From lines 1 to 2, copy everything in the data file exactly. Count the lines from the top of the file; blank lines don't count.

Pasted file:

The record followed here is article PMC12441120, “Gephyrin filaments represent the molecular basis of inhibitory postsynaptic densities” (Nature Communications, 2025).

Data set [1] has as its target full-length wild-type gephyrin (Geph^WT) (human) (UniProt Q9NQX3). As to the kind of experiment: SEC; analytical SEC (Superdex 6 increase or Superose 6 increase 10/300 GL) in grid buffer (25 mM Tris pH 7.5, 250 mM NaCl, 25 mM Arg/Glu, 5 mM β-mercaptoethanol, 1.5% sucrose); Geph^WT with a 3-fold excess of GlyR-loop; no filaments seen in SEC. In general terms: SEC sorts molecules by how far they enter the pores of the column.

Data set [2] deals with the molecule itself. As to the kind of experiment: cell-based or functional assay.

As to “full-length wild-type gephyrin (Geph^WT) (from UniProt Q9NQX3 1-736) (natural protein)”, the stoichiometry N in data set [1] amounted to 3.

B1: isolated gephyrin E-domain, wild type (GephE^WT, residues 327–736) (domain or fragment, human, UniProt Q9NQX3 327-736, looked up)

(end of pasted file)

The record followed here is article PMC12441120, “Gephyrin filaments represent the molecular basis of inhibitory postsynaptic densities” (Nature Communications, 2025).

Data set [1] has as its target full-length wild-type gephyrin (Geph^WT) (human) (UniProt Q9NQX3). As to the kind of experiment: SEC; analytical SEC (Superdex 6 increase or Superose 6 increase 10/300 GL) in grid buffer (25 mM Tris pH 7.5, 250 mM NaCl, 25 mM Arg/Glu, 5 mM β-mercaptoethanol, 1.5% sucrose); Geph^WT with a 3-fold excess of GlyR-loop; no filaments seen in SEC. In general terms: SEC sorts molecules by how far they enter the pores of the column.